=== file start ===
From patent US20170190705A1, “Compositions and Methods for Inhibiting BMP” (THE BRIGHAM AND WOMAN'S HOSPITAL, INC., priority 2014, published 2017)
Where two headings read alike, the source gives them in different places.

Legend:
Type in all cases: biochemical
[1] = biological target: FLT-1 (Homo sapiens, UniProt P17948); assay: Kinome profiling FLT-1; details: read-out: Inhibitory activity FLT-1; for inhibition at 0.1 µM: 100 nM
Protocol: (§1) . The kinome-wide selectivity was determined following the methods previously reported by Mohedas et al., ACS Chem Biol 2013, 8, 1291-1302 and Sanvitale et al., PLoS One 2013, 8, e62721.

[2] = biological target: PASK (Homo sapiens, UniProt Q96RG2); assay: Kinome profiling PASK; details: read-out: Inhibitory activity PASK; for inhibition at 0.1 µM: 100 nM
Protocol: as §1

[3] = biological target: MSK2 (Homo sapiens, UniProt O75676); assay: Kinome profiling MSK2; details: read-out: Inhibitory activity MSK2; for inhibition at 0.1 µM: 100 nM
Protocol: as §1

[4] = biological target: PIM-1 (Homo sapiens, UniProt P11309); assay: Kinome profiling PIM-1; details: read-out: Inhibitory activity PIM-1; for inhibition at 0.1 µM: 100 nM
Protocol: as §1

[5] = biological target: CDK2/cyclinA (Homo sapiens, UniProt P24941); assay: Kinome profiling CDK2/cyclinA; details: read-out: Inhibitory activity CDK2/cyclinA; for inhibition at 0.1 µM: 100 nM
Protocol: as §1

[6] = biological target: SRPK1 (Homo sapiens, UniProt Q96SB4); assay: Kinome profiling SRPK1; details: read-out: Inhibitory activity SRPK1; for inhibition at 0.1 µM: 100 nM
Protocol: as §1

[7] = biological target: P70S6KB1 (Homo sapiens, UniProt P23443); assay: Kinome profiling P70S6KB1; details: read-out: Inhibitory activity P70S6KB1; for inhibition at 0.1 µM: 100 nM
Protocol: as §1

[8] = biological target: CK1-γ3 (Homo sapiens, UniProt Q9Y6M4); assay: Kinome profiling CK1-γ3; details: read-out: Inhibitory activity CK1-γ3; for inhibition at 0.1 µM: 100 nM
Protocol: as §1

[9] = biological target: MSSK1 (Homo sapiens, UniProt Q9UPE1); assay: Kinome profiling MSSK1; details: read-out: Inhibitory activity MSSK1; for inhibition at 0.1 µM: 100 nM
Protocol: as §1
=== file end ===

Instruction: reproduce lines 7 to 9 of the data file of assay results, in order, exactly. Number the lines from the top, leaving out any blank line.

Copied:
[2] = biological target: PASK (Homo sapiens, UniProt Q96RG2); assay: Kinome profiling PASK; details: read-out: Inhibitory activity PASK; for inhibition at 0.1 µM: 100 nM
Protocol: as §1

[3] = biological target: MSK2 (Homo sapiens, UniProt O75676); assay: Kinome profiling MSK2; details: read-out: Inhibitory activity MSK2; for inhibition at 0.1 µM: 100 nM